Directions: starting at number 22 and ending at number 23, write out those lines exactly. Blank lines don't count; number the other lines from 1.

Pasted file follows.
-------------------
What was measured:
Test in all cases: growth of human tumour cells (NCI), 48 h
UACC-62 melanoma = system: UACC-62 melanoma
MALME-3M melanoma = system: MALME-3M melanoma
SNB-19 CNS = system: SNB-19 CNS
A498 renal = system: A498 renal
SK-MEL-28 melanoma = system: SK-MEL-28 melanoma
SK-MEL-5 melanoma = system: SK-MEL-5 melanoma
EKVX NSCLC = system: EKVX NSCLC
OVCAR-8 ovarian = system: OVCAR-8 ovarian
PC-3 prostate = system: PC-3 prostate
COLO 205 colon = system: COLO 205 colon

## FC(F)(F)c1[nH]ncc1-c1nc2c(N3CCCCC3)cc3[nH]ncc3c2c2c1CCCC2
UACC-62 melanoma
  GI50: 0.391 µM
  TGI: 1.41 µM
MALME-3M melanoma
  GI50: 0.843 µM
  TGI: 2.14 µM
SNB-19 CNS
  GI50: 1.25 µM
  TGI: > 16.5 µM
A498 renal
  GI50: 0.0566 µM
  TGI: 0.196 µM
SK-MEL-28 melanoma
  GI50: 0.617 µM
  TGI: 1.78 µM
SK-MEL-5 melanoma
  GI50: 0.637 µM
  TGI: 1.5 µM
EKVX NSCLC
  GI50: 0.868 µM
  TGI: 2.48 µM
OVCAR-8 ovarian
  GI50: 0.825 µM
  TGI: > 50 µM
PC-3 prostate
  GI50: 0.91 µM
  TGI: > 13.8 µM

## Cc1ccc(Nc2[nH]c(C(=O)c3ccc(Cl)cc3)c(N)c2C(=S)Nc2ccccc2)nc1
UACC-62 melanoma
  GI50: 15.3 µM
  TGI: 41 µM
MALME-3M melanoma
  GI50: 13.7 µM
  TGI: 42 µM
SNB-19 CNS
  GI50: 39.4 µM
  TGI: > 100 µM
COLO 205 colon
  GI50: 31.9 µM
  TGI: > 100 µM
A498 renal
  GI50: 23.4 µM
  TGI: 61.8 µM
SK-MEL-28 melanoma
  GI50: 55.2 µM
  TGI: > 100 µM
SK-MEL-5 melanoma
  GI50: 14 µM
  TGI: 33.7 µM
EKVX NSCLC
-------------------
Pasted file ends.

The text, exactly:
  TGI: > 16.5 µM
A498 renal